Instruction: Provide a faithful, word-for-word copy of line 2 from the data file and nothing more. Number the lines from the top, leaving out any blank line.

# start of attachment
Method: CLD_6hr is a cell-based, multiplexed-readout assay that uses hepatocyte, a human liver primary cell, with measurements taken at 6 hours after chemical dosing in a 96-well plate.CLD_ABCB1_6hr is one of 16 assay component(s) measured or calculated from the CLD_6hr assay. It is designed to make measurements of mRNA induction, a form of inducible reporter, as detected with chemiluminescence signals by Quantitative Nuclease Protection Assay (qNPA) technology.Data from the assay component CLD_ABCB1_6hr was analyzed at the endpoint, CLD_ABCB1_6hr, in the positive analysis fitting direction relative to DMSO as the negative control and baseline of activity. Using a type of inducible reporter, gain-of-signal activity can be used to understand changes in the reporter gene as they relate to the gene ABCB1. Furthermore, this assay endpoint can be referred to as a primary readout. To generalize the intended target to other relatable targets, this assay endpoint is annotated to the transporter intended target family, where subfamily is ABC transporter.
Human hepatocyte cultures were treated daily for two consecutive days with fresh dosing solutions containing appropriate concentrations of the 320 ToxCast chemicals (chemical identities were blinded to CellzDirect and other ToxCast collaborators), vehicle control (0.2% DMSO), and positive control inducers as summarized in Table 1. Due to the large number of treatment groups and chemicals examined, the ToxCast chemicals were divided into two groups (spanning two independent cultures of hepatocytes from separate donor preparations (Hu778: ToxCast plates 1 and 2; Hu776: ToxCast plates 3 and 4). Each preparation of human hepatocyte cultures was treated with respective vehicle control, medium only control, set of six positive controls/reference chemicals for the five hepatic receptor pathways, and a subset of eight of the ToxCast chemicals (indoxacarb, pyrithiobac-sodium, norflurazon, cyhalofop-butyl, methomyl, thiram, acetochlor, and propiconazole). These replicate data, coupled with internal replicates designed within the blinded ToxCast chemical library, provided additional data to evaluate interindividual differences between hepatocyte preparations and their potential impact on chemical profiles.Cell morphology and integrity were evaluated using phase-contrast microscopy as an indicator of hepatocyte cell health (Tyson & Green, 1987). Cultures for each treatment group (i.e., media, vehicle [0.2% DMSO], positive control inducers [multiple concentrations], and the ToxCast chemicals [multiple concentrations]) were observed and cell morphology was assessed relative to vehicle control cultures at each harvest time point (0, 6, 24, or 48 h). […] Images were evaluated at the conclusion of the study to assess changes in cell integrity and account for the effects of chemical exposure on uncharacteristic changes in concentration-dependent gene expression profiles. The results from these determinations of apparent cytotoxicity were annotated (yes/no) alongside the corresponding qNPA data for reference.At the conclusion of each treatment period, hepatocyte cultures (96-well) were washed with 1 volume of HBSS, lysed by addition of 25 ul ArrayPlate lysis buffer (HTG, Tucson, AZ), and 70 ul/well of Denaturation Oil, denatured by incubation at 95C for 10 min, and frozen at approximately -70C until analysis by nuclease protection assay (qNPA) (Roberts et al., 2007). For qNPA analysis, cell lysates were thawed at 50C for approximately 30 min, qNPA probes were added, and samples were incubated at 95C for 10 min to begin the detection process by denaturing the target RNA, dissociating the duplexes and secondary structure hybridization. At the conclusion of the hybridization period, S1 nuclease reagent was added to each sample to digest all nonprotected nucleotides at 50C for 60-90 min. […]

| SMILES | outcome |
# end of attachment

Human hepatocyte cultures were treated daily for two consecutive days with fresh dosing solutions containing appropriate concentrations of the 320 ToxCast chemicals (chemical identities were blinded to CellzDirect and other ToxCast collaborators), vehicle control (0.2% DMSO), and positive control inducers as summarized in Table 1. Due to the large number of treatment groups and chemicals examined, the ToxCast chemicals were divided into two groups (spanning two independent cultures of hepatocytes from separate donor preparations (Hu778: ToxCast plates 1 and 2; Hu776: ToxCast plates 3 and 4). Each preparation of human hepatocyte cultures was treated with respective vehicle control, medium only control, set of six positive controls/reference chemicals for the five hepatic receptor pathways, and a subset of eight of the ToxCast chemicals (indoxacarb, pyrithiobac-sodium, norflurazon, cyhalofop-butyl, methomyl, thiram, acetochlor, and propiconazole). These replicate data, coupled with internal replicates designed within the blinded ToxCast chemical library, provided additional data to evaluate interindividual differences between hepatocyte preparations and their potential impact on chemical profiles.Cell morphology and integrity were evaluated using phase-contrast microscopy as an indicator of hepatocyte cell health (Tyson & Green, 1987). Cultures for each treatment group (i.e., media, vehicle [0.2% DMSO], positive control inducers [multiple concentrations], and the ToxCast chemicals [multiple concentrations]) were observed and cell morphology was assessed relative to vehicle control cultures at each harvest time point (0, 6, 24, or 48 h). […] Images were evaluated at the conclusion of the study to assess changes in cell integrity and account for the effects of chemical exposure on uncharacteristic changes in concentration-dependent gene expression profiles. The results from these determinations of apparent cytotoxicity were annotated (yes/no) alongside the corresponding qNPA data for reference.At the conclusion of each treatment period, hepatocyte cultures (96-well) were washed with 1 volume of HBSS, lysed by addition of 25 ul ArrayPlate lysis buffer (HTG, Tucson, AZ), and 70 ul/well of Denaturation Oil, denatured by incubation at 95C for 10 min, and frozen at approximately -70C until analysis by nuclease protection assay (qNPA) (Roberts et al., 2007). For qNPA analysis, cell lysates were thawed at 50C for approximately 30 min, qNPA probes were added, and samples were incubated at 95C for 10 min to begin the detection process by denaturing the target RNA, dissociating the duplexes and secondary structure hybridization. At the conclusion of the hybridization period, S1 nuclease reagent was added to each sample to digest all nonprotected nucleotides at 50C for 60-90 min. […]